back to article Go Huawei, Android: Chinese telco biz claims it will spread Harmony OS for smartphone to devs come December

After years of speculation, Huawei has confirmed it will release the homegrown Harmony operating system for smartphones, theoretically posing a direct challenge to the enduring Android and iOS duopoly. The threat confirmation came from Huawei’s Consumer Business Group head Richard Yu, who was speaking at the firm’s virtual …

  1. arctic_haze

    The biggest problem

    I do not know how they plan to achieve the critical mass of apps needed to convince users to choose the OS. Obviously many users will buy it being clueless about the availability of apps but most of them will become dissatisfied soon and make a gift out of the phone to an old uncle or someone other who uses no apps.

    1. Charlie Clark Silver badge

      Re: The biggest problem

      There will almost certainly be some form of ABI for running Android apps with minimal additional overhead. No, the bigger problem may be sourcing chips, depending on who's prepared to provide ARM chips for them.

      But, China has the advantage that normally only the US has: the sheer size of the domestic market. Easy to imagine Harmony OS get mandated for mobile phones in China and then it only has to be "good enough".

      1. doublelayer Silver badge

        Re: The biggest problem

        "There will almost certainly be some form of ABI for running Android apps with minimal additional overhead."

        Uh, I really doubt that. They might have a few things they can do which increase compatibility, and their compiler will take the same set of languages, but they're ditching all the Android system APIs. If they're going to emulate it, they'll have to include a lot of duplicate APIs and implement what's effectively the thing they already have. Minimal overhead is tricky because we're layering system API calls on top of one another, but it's possible with concerted developer effort. If they do successfully implement this, there's no reason to develop for their OS, because someone could just develop for Android and run that. It also won't help in other markets, because they're not creating an alternative implementation of Google's GMS APIs.

        China won't mandate Harmony OS on local devices either. If they do, Huawei's happy. Xiaomi, Oppo, Realme, ZTE, TCL, and everyone else is unhappy. Unless Huawei really does have a very close relationship with the government, close enough that the government will voluntarily kill most of the domestic competition, it's not going to happen. Harmony will have to compete on its own merits. We'll have to wait and see what those will be.

        1. Charlie Clark Silver badge

          Re: The biggest problem

          Xiaomi, Oppo, Realme, ZTE, TCL, and everyone else is unhappy

          Doubt that: China is their biggest market and you probably don't realise how strong Chinese nationalism is.

          1. doublelayer Silver badge

            Re: The biggest problem

            That's exactly the point. All five of those examples are China-based. All compete with Huawei. This isn't a market where all the domestic players drift along in unity; they're constantly looking to improve upon their devices and increase their market share. And all five of them wouldn't want to adopt an operating system that gives a major market advantage to Huawei because Huawei has seen the code and they haven't. Chinese nationalism goes only so far. It will likely get the most popular Chinese apps ported to Harmony. It may convince people to buy Harmony phones even if the OS is worse than AOSP. It will not make all the other companies fall in line behind what is just another phone company. Huawei isn't the government, and the other phone manufacturers there are not slaves to what one company does.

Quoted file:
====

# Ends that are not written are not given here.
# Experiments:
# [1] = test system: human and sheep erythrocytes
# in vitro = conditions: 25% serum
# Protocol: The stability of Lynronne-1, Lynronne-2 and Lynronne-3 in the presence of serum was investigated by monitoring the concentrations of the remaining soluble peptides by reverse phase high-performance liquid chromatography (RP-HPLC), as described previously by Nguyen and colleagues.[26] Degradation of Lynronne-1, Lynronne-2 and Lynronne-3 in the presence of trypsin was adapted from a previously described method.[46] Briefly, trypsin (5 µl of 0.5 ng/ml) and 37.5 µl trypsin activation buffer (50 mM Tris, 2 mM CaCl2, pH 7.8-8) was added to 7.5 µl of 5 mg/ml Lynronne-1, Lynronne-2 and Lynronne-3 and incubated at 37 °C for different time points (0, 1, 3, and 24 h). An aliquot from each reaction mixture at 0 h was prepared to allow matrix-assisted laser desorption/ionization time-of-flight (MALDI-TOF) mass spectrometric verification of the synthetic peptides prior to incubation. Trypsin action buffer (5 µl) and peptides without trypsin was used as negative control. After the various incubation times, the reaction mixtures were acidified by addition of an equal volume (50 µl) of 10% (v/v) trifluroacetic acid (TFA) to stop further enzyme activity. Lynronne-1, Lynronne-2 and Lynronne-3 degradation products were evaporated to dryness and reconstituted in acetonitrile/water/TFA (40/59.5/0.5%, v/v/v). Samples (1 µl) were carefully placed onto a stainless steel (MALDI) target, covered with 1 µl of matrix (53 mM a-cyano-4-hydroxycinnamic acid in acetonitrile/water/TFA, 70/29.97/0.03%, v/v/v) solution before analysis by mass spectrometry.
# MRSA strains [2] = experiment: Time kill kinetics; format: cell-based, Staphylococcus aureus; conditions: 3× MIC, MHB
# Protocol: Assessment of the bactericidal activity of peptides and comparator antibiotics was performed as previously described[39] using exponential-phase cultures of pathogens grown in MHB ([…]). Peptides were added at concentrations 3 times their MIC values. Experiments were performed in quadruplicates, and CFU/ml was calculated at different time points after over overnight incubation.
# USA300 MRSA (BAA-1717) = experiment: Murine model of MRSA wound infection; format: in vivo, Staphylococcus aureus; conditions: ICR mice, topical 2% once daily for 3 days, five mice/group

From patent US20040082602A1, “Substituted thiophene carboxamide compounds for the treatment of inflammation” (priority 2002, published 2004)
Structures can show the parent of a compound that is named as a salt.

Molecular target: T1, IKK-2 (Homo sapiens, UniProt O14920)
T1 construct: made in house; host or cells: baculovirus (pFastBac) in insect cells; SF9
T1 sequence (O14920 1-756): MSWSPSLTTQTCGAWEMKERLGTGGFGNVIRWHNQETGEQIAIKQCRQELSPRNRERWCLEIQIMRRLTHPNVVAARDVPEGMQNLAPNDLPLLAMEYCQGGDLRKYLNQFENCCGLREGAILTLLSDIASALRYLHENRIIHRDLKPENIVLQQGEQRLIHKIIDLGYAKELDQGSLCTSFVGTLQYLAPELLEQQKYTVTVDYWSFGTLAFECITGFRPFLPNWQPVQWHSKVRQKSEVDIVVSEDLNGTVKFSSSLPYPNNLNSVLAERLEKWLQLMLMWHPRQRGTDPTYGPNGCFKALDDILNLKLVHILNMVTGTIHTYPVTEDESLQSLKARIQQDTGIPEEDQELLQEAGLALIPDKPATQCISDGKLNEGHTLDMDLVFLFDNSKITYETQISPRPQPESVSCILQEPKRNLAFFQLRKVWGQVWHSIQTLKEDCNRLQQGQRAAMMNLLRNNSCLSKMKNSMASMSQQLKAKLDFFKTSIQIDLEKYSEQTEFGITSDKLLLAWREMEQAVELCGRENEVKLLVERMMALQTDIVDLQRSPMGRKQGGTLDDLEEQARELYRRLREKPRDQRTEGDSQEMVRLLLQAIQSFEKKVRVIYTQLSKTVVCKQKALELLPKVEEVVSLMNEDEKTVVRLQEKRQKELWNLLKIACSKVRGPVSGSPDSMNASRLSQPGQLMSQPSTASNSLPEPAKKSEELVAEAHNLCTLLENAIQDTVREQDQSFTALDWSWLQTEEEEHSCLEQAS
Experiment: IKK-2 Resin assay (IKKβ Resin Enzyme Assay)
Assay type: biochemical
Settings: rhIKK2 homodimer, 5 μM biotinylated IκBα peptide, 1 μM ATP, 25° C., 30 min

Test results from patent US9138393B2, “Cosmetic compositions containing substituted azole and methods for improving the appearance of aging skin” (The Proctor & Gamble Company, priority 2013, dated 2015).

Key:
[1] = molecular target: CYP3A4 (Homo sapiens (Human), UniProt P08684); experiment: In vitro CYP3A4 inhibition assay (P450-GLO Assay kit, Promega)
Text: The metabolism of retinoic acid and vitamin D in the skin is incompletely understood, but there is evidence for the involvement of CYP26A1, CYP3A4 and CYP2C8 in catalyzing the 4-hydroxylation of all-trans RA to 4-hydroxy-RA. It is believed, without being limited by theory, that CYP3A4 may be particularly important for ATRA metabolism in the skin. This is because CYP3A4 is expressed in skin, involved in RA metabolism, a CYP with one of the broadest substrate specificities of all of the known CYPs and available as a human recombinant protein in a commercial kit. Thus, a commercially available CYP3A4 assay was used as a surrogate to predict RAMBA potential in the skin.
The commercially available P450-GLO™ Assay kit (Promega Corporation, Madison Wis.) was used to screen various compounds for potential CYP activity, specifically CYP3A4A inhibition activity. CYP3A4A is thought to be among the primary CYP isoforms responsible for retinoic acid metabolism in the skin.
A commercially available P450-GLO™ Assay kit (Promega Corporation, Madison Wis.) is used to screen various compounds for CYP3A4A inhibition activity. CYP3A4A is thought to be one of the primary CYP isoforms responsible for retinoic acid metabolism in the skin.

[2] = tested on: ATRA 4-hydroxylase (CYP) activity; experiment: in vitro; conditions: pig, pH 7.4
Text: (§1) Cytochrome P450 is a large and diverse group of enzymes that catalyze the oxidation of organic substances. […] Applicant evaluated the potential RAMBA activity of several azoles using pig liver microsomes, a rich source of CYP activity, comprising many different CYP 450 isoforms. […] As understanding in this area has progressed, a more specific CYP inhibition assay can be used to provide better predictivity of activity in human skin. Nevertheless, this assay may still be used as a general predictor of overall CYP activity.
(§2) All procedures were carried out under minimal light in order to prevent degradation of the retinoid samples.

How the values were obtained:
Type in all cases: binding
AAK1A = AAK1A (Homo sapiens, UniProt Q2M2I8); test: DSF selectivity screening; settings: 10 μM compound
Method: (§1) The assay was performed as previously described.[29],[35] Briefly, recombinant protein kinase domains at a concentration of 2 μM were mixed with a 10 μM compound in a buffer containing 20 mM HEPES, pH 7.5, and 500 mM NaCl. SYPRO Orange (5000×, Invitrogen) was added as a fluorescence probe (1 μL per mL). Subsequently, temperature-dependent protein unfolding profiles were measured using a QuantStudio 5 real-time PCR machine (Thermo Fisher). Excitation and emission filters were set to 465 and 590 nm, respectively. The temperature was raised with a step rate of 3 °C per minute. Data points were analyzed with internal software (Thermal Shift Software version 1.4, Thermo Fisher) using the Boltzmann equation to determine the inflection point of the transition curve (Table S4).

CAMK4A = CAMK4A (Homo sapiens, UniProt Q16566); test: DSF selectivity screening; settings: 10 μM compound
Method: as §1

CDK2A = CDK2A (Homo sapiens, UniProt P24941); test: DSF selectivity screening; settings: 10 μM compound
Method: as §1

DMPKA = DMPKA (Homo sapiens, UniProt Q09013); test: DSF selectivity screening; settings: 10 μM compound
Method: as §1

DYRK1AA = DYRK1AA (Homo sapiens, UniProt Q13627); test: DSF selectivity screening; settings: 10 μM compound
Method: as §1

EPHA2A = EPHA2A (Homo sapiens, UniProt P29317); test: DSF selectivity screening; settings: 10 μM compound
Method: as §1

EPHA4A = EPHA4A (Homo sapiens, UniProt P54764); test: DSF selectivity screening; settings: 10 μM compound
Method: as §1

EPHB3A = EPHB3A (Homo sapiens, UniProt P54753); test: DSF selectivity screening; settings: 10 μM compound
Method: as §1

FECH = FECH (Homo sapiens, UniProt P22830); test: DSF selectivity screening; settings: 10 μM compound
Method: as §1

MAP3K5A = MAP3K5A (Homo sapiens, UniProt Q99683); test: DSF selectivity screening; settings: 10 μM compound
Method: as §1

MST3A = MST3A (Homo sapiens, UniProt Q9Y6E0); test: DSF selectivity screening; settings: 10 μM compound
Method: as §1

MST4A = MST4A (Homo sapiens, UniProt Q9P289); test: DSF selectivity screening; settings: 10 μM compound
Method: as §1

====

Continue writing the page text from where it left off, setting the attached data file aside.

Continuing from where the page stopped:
2. jelabarre59 Silver badge

            Re: The biggest problem

            Doubt that: China is their biggest market and you probably don't realise how strong enforced Chinese nationalism tyranny is.

            There, FTFY

      2. DS999

        Android compatibility would be a mistake

        If they do that, no one would ever develop any Harmony apps.

        They will have massive support from Chinese customers and the Chinese government to push devs to develop apps. They will only be worried about the Chinese market at first anyway, but once they have a critical mass of apps they need only do the localization to make them work in the rest of the world. Even if they are blocked from the west, China has been making inroads into Africa and South America, so Huawei will have a big market.

        Apple and Google might like seeing a third player show up, if only to make it less likely they are seen as exerting too much power in the smartphone market...

        1. Charlie Clark Silver badge

          Re: Android compatibility would be a mistake

          If they do that, no one would ever develop any Harmony apps.

          And where would be the harm in that? The big challenge will be providing drop-in replacements for the GMS stuff, but that should be doable.

          1. DS999

            Re: Android compatibility would be a mistake

            Why does everyone seem to think "drop in replacements for GMS stuff" is such an issue. CHINA HAS HAD THAT FOR YEARS!

            They are not running Google's Android, and never have been. They've always been using AOSP on phones sold in China, using home grown mapping/search (Baidu) and their own app stores. If they wanted to clone Android they wouldn't have to do anything - they've already got that.

        2. Graham Cobb Silver badge

          Re: Android compatibility would be a mistake